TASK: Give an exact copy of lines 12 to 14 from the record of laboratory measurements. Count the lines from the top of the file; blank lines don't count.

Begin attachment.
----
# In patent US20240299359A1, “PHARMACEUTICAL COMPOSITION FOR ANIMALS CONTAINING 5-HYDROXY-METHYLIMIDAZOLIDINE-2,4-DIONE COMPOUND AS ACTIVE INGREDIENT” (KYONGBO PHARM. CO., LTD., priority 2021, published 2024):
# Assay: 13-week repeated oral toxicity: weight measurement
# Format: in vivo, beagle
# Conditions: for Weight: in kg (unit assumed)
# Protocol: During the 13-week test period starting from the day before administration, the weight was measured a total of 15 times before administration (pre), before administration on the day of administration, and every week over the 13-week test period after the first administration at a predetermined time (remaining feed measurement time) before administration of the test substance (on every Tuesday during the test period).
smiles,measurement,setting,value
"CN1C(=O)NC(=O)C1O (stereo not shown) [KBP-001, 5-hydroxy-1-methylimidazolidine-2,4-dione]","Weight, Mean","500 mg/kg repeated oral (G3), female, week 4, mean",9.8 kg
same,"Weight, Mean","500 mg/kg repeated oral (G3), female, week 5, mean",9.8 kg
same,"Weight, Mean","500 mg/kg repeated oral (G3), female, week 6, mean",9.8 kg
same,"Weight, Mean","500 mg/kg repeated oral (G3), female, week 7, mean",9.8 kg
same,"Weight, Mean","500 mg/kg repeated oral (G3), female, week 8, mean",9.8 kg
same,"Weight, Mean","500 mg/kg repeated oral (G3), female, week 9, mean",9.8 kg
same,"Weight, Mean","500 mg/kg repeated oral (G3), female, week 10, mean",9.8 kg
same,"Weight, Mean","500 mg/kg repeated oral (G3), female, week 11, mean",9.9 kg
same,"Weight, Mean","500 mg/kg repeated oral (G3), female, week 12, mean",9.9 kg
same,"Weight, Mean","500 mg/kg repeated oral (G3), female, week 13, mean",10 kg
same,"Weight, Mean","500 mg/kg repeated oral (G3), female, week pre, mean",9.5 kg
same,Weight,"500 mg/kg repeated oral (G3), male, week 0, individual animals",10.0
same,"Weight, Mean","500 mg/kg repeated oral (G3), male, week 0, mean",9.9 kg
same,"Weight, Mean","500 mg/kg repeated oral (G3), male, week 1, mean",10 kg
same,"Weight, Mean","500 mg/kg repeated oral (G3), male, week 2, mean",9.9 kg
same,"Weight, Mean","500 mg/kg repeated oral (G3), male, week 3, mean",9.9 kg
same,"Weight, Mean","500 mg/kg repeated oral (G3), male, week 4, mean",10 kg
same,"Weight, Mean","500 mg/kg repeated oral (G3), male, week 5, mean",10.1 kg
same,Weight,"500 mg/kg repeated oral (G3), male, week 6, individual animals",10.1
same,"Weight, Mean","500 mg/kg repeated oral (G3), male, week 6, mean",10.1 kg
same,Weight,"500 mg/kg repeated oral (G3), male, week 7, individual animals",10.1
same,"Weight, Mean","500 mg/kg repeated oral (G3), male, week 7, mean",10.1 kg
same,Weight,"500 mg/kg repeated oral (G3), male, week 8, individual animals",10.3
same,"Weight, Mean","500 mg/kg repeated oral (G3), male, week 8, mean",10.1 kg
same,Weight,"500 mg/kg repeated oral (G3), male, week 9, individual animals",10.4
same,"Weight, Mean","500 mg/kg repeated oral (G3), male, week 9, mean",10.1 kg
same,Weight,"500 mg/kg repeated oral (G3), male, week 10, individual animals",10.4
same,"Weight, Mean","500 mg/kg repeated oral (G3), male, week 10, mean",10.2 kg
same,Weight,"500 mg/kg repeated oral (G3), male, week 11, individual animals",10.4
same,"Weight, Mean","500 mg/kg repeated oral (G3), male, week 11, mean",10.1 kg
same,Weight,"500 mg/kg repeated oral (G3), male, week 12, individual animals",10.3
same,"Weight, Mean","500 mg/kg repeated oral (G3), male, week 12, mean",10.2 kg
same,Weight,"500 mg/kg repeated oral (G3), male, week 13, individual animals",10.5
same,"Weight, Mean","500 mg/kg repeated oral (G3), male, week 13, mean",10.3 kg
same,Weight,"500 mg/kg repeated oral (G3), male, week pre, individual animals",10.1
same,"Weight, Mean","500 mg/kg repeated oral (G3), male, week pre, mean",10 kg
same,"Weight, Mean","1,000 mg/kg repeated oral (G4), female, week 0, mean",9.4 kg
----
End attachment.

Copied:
same,"Weight, Mean","500 mg/kg repeated oral (G3), female, week 9, mean",9.8 kg
same,"Weight, Mean","500 mg/kg repeated oral (G3), female, week 10, mean",9.8 kg
same,"Weight, Mean","500 mg/kg repeated oral (G3), female, week 11, mean",9.9 kg